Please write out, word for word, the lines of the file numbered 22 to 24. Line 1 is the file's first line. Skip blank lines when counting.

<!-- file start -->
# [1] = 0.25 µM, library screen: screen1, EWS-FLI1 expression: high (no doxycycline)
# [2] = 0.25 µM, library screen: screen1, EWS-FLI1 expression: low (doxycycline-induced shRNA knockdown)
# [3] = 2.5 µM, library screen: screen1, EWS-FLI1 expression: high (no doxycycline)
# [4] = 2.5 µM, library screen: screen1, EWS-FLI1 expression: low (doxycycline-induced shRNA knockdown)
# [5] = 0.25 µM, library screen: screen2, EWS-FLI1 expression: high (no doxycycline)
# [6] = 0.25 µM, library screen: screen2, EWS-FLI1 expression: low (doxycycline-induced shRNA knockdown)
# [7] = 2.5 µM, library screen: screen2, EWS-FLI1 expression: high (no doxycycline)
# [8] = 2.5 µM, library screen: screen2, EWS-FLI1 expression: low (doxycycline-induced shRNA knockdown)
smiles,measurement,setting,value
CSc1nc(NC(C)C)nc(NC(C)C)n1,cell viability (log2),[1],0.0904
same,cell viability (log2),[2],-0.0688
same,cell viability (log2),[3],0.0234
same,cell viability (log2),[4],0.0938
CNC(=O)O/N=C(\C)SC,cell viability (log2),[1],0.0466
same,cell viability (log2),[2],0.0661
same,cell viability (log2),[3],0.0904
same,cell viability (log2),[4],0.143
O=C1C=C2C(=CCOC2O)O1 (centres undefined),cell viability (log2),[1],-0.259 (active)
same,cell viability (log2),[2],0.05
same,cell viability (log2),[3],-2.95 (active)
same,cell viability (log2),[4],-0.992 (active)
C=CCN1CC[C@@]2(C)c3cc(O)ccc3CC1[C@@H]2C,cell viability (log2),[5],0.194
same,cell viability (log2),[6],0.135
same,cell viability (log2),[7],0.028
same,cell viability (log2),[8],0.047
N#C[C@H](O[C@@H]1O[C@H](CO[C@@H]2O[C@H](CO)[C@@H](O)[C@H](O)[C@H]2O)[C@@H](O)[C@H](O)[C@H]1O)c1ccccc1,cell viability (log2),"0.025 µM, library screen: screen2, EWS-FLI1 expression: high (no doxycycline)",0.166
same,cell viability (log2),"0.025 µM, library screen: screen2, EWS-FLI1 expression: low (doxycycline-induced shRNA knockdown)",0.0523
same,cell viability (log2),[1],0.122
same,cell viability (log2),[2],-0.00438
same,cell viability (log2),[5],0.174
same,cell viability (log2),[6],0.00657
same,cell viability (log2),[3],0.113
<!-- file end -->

C=CCN1CC[C@@]2(C)c3cc(O)ccc3CC1[C@@H]2C,cell viability (log2),[5],0.194
same,cell viability (log2),[6],0.135
same,cell viability (log2),[7],0.028